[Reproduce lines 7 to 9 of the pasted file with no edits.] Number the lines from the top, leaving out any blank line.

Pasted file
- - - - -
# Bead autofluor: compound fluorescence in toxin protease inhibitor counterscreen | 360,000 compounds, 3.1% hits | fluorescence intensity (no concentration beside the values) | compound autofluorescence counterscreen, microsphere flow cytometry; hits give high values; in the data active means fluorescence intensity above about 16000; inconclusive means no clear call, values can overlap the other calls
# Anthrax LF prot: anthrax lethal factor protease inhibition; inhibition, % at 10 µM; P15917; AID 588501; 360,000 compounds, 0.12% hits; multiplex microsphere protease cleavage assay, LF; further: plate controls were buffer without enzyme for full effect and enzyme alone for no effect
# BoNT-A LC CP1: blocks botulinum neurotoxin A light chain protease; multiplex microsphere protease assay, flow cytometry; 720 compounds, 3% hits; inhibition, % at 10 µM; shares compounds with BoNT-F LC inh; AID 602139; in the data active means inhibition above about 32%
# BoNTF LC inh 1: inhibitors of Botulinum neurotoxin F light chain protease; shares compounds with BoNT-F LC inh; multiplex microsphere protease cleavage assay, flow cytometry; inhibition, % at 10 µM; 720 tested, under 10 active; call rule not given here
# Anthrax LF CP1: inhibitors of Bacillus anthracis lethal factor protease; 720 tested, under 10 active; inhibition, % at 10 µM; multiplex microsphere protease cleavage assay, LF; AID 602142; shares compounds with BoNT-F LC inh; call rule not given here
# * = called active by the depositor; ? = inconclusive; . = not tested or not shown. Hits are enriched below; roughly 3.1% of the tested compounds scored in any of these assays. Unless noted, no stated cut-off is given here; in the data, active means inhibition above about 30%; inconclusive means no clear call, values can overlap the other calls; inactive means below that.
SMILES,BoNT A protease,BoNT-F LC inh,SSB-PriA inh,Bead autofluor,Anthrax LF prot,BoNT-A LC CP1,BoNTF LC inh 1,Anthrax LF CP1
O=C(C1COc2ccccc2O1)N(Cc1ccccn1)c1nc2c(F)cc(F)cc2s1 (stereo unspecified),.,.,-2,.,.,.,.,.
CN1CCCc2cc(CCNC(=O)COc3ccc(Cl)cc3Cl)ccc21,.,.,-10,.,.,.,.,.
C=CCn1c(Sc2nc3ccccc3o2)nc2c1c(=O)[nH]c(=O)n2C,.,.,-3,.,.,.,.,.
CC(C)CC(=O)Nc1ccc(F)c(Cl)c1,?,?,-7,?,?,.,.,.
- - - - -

SMILES,BoNT A protease,BoNT-F LC inh,SSB-PriA inh,Bead autofluor,Anthrax LF prot,BoNT-A LC CP1,BoNTF LC inh 1,Anthrax LF CP1
O=C(C1COc2ccccc2O1)N(Cc1ccccn1)c1nc2c(F)cc(F)cc2s1 (stereo unspecified),.,.,-2,.,.,.,.,.
CN1CCCc2cc(CCNC(=O)COc3ccc(Cl)cc3Cl)ccc21,.,.,-10,.,.,.,.,.